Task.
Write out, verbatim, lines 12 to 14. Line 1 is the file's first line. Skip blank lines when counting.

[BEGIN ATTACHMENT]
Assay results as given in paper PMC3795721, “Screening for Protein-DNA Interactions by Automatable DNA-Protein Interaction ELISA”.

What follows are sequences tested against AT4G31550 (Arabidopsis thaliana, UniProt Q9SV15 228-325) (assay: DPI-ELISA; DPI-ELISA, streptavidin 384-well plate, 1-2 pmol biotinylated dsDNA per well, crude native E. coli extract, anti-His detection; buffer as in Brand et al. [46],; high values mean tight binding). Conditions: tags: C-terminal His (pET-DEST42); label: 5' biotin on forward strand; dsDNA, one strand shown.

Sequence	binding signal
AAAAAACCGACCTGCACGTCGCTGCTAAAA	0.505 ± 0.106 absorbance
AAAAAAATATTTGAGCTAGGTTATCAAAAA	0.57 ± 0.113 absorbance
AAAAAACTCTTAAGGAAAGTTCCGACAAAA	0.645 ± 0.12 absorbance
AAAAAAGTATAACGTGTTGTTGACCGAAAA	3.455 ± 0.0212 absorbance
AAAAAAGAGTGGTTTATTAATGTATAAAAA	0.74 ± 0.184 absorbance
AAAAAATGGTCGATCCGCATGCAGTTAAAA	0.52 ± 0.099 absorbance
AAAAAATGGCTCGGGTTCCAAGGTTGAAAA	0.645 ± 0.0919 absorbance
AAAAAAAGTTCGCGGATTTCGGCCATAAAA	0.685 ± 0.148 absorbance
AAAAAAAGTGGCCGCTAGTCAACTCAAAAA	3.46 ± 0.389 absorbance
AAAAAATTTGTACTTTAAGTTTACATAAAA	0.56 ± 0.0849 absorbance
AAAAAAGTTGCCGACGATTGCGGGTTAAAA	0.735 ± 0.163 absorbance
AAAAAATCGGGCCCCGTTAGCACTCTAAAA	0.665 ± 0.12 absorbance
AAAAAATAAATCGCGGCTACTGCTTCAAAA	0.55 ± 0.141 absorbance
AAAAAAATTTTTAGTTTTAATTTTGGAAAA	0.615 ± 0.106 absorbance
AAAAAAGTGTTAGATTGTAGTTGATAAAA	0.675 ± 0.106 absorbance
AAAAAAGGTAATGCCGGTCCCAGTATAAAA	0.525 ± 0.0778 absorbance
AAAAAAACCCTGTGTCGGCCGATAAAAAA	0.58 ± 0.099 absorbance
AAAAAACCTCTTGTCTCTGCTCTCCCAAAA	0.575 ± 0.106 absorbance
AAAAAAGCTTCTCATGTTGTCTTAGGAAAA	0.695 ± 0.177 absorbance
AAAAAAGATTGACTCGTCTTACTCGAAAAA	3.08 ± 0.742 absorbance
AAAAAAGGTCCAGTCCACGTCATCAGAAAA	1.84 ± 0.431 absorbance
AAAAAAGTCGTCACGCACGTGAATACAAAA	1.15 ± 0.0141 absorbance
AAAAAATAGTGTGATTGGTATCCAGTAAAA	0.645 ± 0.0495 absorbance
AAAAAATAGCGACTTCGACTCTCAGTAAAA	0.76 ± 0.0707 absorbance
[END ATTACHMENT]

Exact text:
AAAAAAAGTGGCCGCTAGTCAACTCAAAAA	3.46 ± 0.389 absorbance
AAAAAATTTGTACTTTAAGTTTACATAAAA	0.56 ± 0.0849 absorbance
AAAAAAGTTGCCGACGATTGCGGGTTAAAA	0.735 ± 0.163 absorbance